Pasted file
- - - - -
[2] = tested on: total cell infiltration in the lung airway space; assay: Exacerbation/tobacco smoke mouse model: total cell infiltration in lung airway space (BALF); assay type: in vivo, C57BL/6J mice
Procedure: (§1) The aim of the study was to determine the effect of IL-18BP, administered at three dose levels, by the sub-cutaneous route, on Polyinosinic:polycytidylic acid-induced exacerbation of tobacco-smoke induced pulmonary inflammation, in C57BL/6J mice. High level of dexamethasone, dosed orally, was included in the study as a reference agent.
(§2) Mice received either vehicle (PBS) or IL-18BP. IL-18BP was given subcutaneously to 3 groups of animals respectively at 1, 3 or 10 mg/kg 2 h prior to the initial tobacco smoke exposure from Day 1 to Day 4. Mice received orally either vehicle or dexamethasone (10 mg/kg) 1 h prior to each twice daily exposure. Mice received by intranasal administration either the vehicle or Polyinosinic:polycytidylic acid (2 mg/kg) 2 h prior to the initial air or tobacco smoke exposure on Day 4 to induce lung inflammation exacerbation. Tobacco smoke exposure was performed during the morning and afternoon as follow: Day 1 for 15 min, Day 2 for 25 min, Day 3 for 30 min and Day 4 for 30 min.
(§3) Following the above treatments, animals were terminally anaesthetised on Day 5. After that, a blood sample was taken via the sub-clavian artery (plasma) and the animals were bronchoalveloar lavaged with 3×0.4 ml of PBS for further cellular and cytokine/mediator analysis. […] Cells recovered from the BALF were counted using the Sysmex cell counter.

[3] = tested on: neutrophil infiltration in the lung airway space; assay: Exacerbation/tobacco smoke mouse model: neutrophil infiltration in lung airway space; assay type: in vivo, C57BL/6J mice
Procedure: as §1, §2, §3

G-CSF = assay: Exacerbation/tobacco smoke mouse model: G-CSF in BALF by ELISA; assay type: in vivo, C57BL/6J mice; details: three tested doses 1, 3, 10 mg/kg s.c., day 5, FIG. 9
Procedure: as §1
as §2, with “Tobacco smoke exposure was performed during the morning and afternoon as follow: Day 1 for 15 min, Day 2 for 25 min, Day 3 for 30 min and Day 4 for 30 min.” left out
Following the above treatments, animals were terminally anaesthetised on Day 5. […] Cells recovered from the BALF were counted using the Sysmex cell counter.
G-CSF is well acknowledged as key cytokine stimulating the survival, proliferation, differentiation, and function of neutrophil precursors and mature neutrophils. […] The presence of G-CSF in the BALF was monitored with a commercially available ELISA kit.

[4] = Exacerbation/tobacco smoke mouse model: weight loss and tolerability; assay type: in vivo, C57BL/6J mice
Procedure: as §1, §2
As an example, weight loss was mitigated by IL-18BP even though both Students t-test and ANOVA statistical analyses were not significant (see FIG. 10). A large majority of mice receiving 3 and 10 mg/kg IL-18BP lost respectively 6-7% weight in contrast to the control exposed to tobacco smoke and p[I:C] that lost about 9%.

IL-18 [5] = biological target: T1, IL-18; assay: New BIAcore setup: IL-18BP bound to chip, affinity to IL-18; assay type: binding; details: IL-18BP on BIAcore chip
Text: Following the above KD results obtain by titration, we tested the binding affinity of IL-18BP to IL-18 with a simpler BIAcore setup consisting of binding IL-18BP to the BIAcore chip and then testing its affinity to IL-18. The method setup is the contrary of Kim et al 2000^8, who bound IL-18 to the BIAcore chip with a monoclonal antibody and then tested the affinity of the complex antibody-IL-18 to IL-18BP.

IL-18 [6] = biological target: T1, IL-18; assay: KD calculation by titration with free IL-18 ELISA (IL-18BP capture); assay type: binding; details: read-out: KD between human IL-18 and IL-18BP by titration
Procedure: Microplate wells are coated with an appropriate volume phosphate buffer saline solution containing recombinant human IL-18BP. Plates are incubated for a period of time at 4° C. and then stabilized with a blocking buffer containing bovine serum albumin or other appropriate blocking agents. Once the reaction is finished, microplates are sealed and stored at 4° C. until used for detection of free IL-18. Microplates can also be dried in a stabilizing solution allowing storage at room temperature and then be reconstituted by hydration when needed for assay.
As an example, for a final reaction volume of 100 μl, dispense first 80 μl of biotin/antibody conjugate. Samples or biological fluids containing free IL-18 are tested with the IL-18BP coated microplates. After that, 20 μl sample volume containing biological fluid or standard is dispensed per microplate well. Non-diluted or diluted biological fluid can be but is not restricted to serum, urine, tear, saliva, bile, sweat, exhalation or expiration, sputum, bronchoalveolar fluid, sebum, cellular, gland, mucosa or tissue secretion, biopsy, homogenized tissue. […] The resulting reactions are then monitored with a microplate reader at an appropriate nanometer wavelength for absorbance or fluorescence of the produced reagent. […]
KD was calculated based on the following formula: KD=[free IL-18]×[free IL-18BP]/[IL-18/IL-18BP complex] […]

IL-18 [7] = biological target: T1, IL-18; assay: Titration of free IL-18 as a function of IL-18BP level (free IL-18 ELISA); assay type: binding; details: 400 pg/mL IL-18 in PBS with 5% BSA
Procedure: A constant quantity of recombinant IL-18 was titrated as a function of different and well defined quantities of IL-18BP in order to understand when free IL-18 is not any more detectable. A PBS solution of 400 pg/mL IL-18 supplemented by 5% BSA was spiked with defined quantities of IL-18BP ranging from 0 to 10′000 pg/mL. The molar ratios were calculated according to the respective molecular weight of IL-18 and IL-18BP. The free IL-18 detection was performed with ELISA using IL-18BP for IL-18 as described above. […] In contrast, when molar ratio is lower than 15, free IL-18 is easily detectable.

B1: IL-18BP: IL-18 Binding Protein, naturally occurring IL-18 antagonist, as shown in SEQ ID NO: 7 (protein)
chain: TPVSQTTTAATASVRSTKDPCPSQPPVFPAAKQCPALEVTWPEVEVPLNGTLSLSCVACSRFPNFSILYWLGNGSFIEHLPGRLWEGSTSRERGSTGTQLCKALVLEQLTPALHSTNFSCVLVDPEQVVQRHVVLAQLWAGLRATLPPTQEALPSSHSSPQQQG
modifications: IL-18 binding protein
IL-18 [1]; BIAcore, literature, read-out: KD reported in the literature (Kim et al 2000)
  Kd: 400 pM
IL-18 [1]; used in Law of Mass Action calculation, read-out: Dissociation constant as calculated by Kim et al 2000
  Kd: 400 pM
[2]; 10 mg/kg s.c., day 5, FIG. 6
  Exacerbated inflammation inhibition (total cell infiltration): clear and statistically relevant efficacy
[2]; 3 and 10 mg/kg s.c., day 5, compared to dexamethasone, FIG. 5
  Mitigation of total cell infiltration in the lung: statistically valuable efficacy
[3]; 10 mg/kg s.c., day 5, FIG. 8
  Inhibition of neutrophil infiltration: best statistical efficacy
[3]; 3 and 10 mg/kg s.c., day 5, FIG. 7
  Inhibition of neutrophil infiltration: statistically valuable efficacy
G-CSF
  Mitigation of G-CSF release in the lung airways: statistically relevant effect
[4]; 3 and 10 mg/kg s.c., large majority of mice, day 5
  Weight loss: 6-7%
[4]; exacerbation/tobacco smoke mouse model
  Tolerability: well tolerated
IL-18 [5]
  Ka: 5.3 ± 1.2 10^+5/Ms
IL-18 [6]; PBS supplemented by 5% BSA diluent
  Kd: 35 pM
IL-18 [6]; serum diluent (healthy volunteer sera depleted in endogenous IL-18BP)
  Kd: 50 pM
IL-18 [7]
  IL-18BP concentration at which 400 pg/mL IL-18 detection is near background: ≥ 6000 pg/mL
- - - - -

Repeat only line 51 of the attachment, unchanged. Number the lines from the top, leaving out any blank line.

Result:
  IL-18BP concentration at which 400 pg/mL IL-18 detection is near background: ≥ 6000 pg/mL